The Appellate Division reversed the grant of summary judgment, concluding that a developer that pays money into a municipality's affordable housing fund in lieu of constructing units affordable to low and moderate income households does not have a right to connect into the sewer system of an adjoining municipality that has elected to reserve the use of its system for its own residents. The panel further found that to compel High Bridge to allow Bi-County access to its system would not facilitate the construction of lower income housing, but rather would only lower the costs and thereby increase the potential profits from a development of single family homes and a commercial building. Finally, the Appellate Division concluded that Bi-County's obligation to pay into Clinton's affordable housing fund did not transform its proposed development into an inclusionary development that can assert a right to compel an adjoining municipality to allow the developer to connect into its municipal sewer system.
The Supreme Court granted Bi-County's petition for certification.
HELD: Bi-County Development's payment of a development fee to the Township of Clinton in lieu of constructing affordable housing does not justify disturbing the general rule that a municipality is not obligated to provide access to its sewer system to residents of a neighboring municipality.
1. As a general rule, a municipality that provides services for the benefit of its residents is under no obligation to extend its services beyond its borders. (pp. 21-28)
2. Developing municipalities in New Jersey are constitutionally required to provide a realistic opportunity for the development of low and moderate income housing, and every municipality has an affirmative obligation to remove unnecessary cost-producing requirements and restrictions that are barrier to the construction of their fair share of lower income housing. (pp. 28-30)
3. Developer fees are among the types of devices or methods municipalities may consider, in addition to mandatory set-asides and density bonuses, to meet their fair share obligations. (pp. 30-33)
4. Since COAH's regulations on their face apply to the cost generating restrictions only of the municipality seeking substantive certification and the benefit of cost avoidance relates to ordinances within the municipality where the inclusionary site is located, the Court need not resolve whether the Bi-County development is an inclusionary development for purposes of benefiting from COAH's cost generating regulations. (pp. 33-37)
5. The payment of a development fee, either by commercial developers, non-inclusionary residential developers, or by the owners of inclusionary residential sites in the form of in lieu payments, does not have a sufficient nexus to the actual production of low income housing to justify infringing on another municipality's right to restrict access to its sewer system. (pp. 38-40)
6. Compelling circumstances should exist in order to justify, under Mount Laurel principles, disturbing the general rule that a municipality may exclude another municipality or its residents from using or connecting to its sewer system. That general rule will be disturbed only in the case of developments that substantially and directly serve important regional and environmental interests. (pp. 40-41)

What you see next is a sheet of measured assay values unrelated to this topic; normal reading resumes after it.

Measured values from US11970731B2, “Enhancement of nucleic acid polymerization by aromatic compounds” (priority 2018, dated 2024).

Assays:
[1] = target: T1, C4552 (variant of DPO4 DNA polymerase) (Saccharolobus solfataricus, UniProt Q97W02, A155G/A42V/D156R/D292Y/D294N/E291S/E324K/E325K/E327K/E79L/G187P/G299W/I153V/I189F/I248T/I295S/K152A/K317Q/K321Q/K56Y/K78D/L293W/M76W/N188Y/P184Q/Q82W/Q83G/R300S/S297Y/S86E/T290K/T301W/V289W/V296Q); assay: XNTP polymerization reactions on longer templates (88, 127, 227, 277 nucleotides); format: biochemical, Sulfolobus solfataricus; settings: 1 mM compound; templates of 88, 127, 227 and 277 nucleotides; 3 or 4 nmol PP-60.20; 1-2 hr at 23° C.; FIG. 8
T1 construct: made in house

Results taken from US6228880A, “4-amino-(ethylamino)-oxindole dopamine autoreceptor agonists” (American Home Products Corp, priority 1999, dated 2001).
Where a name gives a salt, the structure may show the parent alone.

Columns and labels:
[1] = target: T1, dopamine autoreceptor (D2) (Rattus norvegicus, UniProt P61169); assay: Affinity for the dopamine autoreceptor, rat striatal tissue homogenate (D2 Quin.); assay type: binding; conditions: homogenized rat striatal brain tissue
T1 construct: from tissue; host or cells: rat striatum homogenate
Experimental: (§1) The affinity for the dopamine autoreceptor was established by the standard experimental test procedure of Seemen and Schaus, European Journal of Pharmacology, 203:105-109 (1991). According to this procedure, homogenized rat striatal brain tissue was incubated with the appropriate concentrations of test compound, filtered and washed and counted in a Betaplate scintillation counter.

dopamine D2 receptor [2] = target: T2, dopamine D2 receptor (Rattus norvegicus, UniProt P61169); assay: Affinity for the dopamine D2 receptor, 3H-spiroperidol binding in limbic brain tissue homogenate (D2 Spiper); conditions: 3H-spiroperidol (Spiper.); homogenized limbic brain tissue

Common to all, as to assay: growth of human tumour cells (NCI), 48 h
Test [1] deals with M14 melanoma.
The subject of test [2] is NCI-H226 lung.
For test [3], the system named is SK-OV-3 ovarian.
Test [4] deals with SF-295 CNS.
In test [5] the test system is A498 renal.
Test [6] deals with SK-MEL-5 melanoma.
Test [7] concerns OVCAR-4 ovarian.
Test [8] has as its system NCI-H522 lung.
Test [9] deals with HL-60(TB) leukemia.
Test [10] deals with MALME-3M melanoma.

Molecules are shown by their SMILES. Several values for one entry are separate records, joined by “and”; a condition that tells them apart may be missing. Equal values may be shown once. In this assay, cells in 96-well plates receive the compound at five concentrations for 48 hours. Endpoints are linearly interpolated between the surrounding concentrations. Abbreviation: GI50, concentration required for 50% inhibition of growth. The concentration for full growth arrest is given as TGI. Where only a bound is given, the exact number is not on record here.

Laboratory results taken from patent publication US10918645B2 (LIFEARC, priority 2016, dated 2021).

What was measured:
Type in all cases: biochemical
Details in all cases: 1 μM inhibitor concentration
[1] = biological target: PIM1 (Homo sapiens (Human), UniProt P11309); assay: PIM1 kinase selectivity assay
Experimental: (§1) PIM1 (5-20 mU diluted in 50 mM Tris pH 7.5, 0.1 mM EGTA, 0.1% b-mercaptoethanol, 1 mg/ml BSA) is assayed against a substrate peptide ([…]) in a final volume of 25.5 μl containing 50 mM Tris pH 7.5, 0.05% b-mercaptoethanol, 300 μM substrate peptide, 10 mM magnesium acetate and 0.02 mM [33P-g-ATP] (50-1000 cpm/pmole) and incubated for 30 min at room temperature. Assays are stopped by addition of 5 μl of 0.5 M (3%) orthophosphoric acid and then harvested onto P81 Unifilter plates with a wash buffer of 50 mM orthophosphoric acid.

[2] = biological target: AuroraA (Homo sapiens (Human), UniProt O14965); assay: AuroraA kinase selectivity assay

As modified, judgment of the Appellate Division is AFFIRMED.
JUSTICE VERNIERO has filed a separate dissenting opinion in which JUSTICE LONG joins.
The opinion of the court was delivered by: Stein, J.
Justice Verniero believes that the Court's holding limits a municipality's flexibility in addressing its Mount Laurel obligations. He further believes that High Bridge has a regional obligation to assist in a neighboring inclusionary development so long as such assistance presents no detriment or burden to High Bridge or to its taxpayers. Thus, Justice Verniero would permit Bi-County to connect to the High Bridge system so long as that connection does not burden that system or otherwise affect High Bridge's current or future needs, and would remand for a full hearing to explore those issues.
CHIEF JUSTICE PORITZ and JUSTICES COLEMAN, LaVECCHIA, and ZAZZALI join in JUSTICE STEIN's opinion.
JUSTICE VERNIERO has filed a separate dissenting opinion in which JUSTICE LONG joins.
The issue before the Court is whether a developer that pays money into a municipality's affordable housing fund instead of constructing housing units affordable to lower income households may compel an adjoining municipality to allow it to connect into its municipal sewer system.
The Law Division granted summary judgment in favor of plaintiff, Bi-County Development of Clinton, Inc. (Bi-County), holding that Bi-County's proposed development qualified as an inclusionary development and that the refusal of defendant, Borough of High Bridge (High Bridge), to permit access to its sewer system had a cost generating impact on the development. Therefore, it determined that High Bridge was obligated to permit Bi-County access to its sewer system. The Appellate Division reversed the judgment of the trial court and held that payment of a development fee in lieu of constructing low and moderate income housing does not entitle Bi-County to connect into a neighboring municipality's sewer system.
We affirm the judgment of the Appellate Division. We hold that payment of a development fee in lieu of constructing affordable housing does not justify disturbing the general rule that a municipality is not obligated to provide access to its sewer system to residents of a neighboring municipality.